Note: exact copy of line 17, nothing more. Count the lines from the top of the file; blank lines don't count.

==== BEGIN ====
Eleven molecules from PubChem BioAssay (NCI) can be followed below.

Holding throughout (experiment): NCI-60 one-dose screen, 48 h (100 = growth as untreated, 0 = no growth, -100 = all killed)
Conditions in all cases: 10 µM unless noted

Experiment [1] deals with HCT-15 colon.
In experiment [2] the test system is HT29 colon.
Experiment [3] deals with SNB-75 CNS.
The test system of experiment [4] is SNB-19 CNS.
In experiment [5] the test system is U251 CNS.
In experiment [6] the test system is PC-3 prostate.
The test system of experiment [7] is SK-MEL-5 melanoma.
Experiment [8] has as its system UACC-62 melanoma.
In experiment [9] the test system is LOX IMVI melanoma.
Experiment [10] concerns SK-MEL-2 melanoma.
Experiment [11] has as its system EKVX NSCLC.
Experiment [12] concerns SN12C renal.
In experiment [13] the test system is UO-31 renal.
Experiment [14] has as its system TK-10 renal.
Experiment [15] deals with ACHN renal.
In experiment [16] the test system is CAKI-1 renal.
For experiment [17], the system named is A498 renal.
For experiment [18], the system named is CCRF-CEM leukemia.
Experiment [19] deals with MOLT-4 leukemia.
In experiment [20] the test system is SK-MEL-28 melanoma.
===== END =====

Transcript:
Experiment [14] has as its system TK-10 renal.